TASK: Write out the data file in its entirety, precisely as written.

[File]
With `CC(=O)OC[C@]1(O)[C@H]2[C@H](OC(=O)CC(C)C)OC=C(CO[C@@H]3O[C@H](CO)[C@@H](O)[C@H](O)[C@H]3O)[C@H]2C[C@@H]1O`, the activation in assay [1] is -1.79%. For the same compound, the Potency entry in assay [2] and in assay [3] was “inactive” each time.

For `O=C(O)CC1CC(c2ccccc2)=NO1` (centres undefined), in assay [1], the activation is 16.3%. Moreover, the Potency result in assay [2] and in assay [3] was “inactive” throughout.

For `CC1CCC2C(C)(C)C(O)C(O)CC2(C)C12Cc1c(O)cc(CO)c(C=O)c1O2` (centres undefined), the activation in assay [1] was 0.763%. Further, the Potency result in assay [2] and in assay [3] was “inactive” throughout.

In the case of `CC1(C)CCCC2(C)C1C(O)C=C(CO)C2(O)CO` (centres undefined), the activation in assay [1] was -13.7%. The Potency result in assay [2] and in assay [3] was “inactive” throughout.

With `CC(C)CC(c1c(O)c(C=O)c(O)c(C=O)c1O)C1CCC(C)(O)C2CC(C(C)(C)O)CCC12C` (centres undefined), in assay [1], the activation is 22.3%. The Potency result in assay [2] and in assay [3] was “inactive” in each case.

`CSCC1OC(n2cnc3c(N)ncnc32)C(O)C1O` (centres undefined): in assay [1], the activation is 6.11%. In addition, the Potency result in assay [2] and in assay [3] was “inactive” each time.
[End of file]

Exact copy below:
With `CC(=O)OC[C@]1(O)[C@H]2[C@H](OC(=O)CC(C)C)OC=C(CO[C@@H]3O[C@H](CO)[C@@H](O)[C@H](O)[C@H]3O)[C@H]2C[C@@H]1O`, the activation in assay [1] is -1.79%. For the same compound, the Potency entry in assay [2] and in assay [3] was “inactive” each time.

For `O=C(O)CC1CC(c2ccccc2)=NO1` (centres undefined), in assay [1], the activation is 16.3%. Moreover, the Potency result in assay [2] and in assay [3] was “inactive” throughout.

For `CC1CCC2C(C)(C)C(O)C(O)CC2(C)C12Cc1c(O)cc(CO)c(C=O)c1O2` (centres undefined), the activation in assay [1] was 0.763%. Further, the Potency result in assay [2] and in assay [3] was “inactive” throughout.

In the case of `CC1(C)CCCC2(C)C1C(O)C=C(CO)C2(O)CO` (centres undefined), the activation in assay [1] was -13.7%. The Potency result in assay [2] and in assay [3] was “inactive” throughout.

With `CC(C)CC(c1c(O)c(C=O)c(O)c(C=O)c1O)C1CCC(C)(O)C2CC(C(C)(C)O)CCC12C` (centres undefined), in assay [1], the activation is 22.3%. The Potency result in assay [2] and in assay [3] was “inactive” in each case.

`CSCC1OC(n2cnc3c(N)ncnc32)C(O)C1O` (centres undefined): in assay [1], the activation is 6.11%. In addition, the Potency result in assay [2] and in assay [3] was “inactive” each time.